Tuesday, August 30, 2011

Home from home: post GB 2011 analysis


After four days of being in the microcosm that is Greenbelt Christian Arts Festival, I'm back home doing a bit of restorative work and asking the Big Questions - namely, what can I possibly eat, has the milk gone off, what was that all about, what can I take from that experience, and how can I get those stains out of my jeans?

And this year - did I follow the ten commandments of GB (see previous post)?

Well, I certainly saw more than I ever have done before, by the simple trick of Turning up on Time. I know, I know... not only that, but I turned up early enough to grab a good seat and so discovered that the time wasn't wasted, it was transferred into a lovely opportunity to chat with friends and strangers.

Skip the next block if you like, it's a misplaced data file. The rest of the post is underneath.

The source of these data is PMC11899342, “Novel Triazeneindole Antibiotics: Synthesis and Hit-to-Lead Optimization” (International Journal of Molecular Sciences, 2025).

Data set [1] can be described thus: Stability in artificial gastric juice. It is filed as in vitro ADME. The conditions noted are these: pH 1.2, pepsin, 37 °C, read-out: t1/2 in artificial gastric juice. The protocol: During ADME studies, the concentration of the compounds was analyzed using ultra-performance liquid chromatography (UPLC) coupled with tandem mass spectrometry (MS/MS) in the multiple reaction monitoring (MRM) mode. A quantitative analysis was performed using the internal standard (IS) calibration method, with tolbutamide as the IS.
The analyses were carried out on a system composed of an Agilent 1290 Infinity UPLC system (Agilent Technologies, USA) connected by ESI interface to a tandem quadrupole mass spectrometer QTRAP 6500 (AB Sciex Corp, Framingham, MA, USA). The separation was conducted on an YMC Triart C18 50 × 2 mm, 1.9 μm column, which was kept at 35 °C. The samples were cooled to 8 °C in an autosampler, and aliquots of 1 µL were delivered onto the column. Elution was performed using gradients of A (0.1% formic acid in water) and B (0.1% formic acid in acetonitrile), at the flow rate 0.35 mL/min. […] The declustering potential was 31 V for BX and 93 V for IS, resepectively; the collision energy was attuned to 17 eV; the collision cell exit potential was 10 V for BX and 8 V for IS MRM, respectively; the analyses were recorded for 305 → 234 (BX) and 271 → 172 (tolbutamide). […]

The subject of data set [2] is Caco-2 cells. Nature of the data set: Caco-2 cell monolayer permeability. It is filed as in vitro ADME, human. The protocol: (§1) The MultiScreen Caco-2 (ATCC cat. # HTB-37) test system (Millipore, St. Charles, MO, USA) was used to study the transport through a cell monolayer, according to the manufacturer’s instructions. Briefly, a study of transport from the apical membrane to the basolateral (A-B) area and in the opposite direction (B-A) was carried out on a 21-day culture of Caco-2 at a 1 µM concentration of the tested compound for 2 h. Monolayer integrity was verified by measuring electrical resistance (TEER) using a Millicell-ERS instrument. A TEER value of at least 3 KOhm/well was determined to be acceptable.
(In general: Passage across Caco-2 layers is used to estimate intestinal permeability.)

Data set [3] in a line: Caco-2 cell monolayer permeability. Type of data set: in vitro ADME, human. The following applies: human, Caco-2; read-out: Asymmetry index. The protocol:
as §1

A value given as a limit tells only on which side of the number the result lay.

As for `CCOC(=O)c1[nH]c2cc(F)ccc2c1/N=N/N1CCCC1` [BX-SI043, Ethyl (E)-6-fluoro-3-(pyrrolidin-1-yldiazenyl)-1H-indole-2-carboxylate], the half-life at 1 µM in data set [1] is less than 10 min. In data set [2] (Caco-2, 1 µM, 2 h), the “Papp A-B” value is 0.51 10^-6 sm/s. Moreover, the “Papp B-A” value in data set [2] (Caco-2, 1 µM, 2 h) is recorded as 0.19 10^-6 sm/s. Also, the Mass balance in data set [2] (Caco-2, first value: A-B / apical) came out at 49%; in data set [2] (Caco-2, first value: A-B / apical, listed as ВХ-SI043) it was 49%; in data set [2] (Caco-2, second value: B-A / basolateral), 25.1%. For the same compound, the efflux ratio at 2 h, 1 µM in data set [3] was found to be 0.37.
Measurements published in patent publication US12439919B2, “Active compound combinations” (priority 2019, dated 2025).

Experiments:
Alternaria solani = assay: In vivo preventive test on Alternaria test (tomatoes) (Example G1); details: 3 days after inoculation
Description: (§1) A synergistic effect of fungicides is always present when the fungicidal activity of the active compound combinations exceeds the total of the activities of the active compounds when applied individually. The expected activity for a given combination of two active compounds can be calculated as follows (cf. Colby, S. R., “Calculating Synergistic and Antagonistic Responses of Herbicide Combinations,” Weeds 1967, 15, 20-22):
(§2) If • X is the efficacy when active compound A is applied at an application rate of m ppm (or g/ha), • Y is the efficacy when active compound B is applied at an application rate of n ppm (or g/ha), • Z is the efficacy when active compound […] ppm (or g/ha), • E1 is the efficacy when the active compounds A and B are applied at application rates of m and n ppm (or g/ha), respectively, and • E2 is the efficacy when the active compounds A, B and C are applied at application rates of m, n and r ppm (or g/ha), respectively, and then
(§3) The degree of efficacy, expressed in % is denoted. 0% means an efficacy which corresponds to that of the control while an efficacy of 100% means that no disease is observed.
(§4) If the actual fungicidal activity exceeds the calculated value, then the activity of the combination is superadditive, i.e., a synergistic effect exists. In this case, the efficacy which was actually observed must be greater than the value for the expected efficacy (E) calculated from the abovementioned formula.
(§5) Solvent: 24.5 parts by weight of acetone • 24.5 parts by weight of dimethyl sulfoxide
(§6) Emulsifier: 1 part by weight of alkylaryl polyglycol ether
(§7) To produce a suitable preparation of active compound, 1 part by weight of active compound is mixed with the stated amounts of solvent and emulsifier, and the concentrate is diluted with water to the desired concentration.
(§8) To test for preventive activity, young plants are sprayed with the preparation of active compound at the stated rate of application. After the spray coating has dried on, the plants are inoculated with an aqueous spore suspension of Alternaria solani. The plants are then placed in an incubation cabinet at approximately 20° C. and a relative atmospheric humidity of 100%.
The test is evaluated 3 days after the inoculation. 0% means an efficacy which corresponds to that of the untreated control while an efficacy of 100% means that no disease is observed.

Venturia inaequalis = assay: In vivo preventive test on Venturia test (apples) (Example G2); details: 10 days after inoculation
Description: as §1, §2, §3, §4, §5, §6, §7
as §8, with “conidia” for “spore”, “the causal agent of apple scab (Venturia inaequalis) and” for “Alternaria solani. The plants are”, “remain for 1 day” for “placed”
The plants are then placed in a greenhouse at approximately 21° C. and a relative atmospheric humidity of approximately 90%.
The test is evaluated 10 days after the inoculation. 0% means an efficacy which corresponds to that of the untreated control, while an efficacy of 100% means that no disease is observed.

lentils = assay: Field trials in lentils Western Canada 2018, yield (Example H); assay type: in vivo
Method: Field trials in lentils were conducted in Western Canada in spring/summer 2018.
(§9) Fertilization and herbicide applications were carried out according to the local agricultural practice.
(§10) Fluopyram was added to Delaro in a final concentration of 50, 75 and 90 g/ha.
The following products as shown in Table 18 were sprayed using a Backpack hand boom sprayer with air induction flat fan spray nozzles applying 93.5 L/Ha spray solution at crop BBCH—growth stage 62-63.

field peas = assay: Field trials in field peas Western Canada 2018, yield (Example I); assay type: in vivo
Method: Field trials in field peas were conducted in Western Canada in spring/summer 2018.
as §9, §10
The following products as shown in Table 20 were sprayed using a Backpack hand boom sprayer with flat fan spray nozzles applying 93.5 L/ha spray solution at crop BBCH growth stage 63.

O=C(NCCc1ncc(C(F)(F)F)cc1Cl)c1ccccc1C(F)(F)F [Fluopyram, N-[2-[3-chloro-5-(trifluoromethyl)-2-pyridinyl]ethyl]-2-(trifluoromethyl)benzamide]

I entered a photo in the swap, and am now the proud owner of another stranger's photograph that has a lot of meaning for me. More new friends made.

I avoided any sit-at-the-back-silliness in communion by staying in bed that morning. It worked for me.

The prayer room was used, as was the Tiny Tea Tent and the Jesus Arms where time was spent with my God and with the fabulous people he gave me as my friends. And everyone seemed pleased to see me too, in a 'NORM!" from Cheers kind of fashion.